Guatemala project 2012

The song says ‘What a difference a day makes’ – sometimes it takes much more than a day to see real change or to recognise it..

I first visited Santa Maria de Jesus in early 2001 … Eleven years on I can really see a difference… Let me give you a couple of examples..




This was Blanky in FEBRUARY 2001 – she was sitting on the floor at everyone’s feet when I first met her, she had been carried into school and had no way of getting around.



I was able to provide her with her first wheelchair – that was a special day!



This is Blanky in MARCH 2012 – she has gone through school, graduated and then completed a bookkeeping course in Guatemala City and has come back to the school to be appointed as the school secretary! She really looks the part and is doing a tremendous job..



In FEBRUARY 2001 there were 8 students meeting in a small single story building that was not really suitable as a school.



Today there is a three storey purpose built building and there are almost 100 pupils of varying needs and levels of disability. The building and the school have become a symbol of hope in a very needy ‘village’ of some 25000 people.

We have been privileged to be a part of what has been happening – our first real project was when a request came in to help finish the third floor of the new school. We were excited to be able to provide the $15000 needed to do the job.

Our next big project was when we were able, with the help of a number of others, to fund an Occupational Therapist, Maria Larkin, to go from Ireland to work at the school for a year – she did a wonderful job and is still talked about with affection!

The New Life with Education school continues to provide daily for the needs of the vulnerable children of Santa Maria de Jesus – food for their bodies with a good meal each day, food for their minds with an excellent standard of education and food for their souls with guidance and direction in spiritual matters.



Our involvement continues – The 2012 SENSORY ROOM PROJECT is well under way.

As most of you know, I spent 5 days in early March in Guatemala and am able to report the following:

1. Equipment for the sensory room has now all arrived in Santa Maria de Jesus. I had taken some with me on my last visit in August and the rest was shipped direct from our supplier in The Netherlands. I spent almost two days of my visit working on getting the shipment through customs – thankfully after a lot of talking at numerous offices we have managed to get everything through safely and intact! No small feat in a country where the amount of duty might be determined by how the official is feeling on the day and the possibility of theft is high! The cost of this equipment including shipping and duties etc was in the region of £7500.00.

2. I also spent time with the carpenter who will be doing most of the installation work. It was good to be able to explain our plans for the room with the help of Amy as interpreter and my pigeon Spanish! We have agreed a cost of approximately £2000.00 which will cover all his work and the materials involved.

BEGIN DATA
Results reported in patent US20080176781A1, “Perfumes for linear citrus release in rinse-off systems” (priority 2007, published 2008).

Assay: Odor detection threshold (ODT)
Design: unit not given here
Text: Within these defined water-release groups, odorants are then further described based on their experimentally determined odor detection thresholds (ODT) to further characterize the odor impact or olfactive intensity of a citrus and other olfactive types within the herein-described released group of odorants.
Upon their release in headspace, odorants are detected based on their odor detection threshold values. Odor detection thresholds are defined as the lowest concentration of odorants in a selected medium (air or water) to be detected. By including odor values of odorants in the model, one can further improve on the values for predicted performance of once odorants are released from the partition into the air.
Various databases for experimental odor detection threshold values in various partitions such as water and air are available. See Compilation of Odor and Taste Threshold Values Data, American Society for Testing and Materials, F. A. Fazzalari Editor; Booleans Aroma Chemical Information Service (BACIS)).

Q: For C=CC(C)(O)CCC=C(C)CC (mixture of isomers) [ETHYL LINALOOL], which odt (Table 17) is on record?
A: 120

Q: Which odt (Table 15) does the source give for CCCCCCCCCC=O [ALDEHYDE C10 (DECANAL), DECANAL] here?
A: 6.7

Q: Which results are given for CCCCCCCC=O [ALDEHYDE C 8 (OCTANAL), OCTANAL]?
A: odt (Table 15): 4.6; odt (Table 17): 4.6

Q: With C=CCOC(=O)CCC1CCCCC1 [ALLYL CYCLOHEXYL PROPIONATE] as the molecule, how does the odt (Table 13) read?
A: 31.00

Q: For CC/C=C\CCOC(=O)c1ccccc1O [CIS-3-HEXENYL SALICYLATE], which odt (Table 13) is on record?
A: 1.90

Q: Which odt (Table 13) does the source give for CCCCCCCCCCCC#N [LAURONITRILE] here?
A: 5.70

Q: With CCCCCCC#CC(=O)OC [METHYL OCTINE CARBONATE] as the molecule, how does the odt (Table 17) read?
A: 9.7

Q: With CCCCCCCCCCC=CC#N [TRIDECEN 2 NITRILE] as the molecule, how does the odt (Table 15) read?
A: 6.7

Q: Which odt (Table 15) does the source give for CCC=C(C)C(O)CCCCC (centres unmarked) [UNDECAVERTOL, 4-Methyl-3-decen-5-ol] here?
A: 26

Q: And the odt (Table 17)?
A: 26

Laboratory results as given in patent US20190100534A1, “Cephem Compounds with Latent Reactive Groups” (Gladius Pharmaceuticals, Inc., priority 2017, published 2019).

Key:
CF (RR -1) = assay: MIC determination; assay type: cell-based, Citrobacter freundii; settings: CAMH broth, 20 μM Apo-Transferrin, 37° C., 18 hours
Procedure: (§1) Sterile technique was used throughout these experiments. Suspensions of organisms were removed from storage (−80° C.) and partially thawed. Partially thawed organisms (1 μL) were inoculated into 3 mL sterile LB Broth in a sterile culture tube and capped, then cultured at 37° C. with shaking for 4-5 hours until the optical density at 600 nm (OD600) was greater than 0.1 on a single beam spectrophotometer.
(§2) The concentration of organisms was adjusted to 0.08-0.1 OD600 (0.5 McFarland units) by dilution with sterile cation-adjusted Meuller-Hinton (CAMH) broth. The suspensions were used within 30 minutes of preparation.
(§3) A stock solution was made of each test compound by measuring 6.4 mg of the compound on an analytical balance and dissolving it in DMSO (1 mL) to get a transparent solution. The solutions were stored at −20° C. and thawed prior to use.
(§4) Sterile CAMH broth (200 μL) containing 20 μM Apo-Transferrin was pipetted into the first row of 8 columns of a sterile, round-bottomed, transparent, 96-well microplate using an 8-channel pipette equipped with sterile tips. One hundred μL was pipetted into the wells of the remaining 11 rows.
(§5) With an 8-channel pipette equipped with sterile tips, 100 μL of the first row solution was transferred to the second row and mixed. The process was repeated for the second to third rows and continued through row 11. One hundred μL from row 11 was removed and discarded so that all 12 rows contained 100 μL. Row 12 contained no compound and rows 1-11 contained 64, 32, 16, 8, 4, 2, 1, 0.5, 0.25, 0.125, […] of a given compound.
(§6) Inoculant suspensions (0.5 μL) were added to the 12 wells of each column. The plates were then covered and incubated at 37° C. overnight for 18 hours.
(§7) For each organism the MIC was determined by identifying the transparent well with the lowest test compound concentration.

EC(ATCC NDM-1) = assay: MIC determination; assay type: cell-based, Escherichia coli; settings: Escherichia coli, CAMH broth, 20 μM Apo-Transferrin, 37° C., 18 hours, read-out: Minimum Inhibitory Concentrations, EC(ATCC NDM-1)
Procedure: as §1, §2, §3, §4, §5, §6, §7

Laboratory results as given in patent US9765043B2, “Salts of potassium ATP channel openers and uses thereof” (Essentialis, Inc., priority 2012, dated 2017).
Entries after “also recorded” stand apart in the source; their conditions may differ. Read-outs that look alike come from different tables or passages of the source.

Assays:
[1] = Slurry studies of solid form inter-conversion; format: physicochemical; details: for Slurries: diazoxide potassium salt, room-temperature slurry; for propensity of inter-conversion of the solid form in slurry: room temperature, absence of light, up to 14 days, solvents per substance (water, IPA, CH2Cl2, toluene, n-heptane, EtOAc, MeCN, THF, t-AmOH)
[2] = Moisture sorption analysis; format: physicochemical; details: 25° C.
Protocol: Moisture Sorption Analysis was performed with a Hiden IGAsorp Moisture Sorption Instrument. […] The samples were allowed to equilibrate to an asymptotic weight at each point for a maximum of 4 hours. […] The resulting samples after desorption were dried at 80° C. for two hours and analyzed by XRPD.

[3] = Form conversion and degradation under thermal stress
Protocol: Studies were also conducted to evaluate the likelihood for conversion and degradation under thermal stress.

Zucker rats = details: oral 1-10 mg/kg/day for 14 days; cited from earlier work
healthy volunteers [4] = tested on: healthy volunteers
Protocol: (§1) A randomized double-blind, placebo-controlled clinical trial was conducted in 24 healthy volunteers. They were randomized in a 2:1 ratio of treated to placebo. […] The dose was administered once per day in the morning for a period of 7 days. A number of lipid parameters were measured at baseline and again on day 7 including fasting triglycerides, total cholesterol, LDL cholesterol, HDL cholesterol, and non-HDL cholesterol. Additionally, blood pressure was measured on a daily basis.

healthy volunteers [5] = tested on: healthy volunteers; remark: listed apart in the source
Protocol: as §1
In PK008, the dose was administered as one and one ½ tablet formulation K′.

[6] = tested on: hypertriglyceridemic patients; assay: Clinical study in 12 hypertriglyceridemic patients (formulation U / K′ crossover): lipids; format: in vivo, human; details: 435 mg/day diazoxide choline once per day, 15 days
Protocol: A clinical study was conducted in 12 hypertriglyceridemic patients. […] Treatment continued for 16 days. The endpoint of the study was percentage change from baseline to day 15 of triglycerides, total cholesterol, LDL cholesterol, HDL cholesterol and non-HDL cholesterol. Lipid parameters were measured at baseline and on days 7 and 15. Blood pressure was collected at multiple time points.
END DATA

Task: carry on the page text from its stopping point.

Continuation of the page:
3. Work is expected to start by the end of April so we are looking forward to some exciting photographs some time after that.. This does not finish our project – I have promised to prepare teaching materials on the use of the room which Amy will translate. The plan is to employ a suitable person to run the room after training. I have not as yet committed us to funding this person but would dearly like to at least be able to underwrite her cost for a year or so if we manage to get some further help from outside sources.

4. As you can see from the figures above, the total cost of the sensory room is in the region of £10000.00 – we are delighted with this figure as it will give them a room and equipment that would be costing at least £20000.00 here at home!

5. As you know Moorings has underwritten this project but we are most encouraged to have had donations from a variety of sources which has helped enormously. With what Moorings has in hand and what we have pledged over the next few weeks, I estimate that if we managed to get further gifts of say £4000 that would also allow us to fund the person to run the room!

6. As usual when I visit Guatemala I see more work to be done and this time was no exception – there were at least two, but more likely five, children either in the school or associated with it that were obvious candidates for using the new Buddy Roamer™ walker that Moorings is now manufacturing so I am working towards making this happen also!

We have a number of component parts that were used for demonstration or were in some slight way not usable in units that we were selling and I have pulled those together and have already spoken to one of our parts suppliers who has agreed to add, free of charge, to our next order enough of the ‘bits’ that they make for five units.

I am in the process of speaking to some more suppliers to beg for the rest of the parts and our aim is to be able to build and then ship some Buddy Roamer™ units to the US where they will be loaded into a container that will make its way to Guatemala. We are looking forward to a day not too far distant when we can have photos on the Buddy Roamer™ website showing some kids using walkers in the streets of Santa Maria!


Firstly – thanks to those of you who have in one way or another partnered with us and with the New Life with Education School. It has been a very worthwhile investment!

Secondly – if you have considered getting involved before but up until now have not, think again.. you could help make a difference! As I said it doesn’t all happen in a day but it does happen.

Girvan MacCorkell
Moorings Mediquip

(March 2012)

Video about New Life School: